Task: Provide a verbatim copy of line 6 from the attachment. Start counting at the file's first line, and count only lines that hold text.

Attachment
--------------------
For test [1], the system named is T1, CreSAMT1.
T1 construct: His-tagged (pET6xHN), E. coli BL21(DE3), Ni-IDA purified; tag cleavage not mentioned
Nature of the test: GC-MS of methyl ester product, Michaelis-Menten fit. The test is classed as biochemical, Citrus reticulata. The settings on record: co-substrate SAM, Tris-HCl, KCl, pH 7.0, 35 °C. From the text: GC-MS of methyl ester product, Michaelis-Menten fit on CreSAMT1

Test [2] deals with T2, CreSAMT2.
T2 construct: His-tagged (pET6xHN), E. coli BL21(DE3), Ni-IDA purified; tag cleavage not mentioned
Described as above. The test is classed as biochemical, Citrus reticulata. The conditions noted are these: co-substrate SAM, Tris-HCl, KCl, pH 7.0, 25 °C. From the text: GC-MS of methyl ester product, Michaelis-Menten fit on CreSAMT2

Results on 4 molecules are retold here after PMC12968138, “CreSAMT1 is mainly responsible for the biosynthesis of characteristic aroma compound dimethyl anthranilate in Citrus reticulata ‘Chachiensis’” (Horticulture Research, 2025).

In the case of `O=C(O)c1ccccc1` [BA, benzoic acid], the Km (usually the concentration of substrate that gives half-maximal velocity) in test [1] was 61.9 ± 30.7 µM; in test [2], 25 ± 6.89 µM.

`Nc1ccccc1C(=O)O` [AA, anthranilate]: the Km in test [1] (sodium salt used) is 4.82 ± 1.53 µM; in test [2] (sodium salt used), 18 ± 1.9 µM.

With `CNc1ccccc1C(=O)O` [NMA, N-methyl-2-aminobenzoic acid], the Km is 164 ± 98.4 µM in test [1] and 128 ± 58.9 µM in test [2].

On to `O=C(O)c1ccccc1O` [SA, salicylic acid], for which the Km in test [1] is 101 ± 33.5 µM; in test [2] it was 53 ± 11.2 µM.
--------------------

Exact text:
Described as above. The test is classed as biochemical, Citrus reticulata. The conditions noted are these: co-substrate SAM, Tris-HCl, KCl, pH 7.0, 25 °C. From the text: GC-MS of methyl ester product, Michaelis-Menten fit on CreSAMT2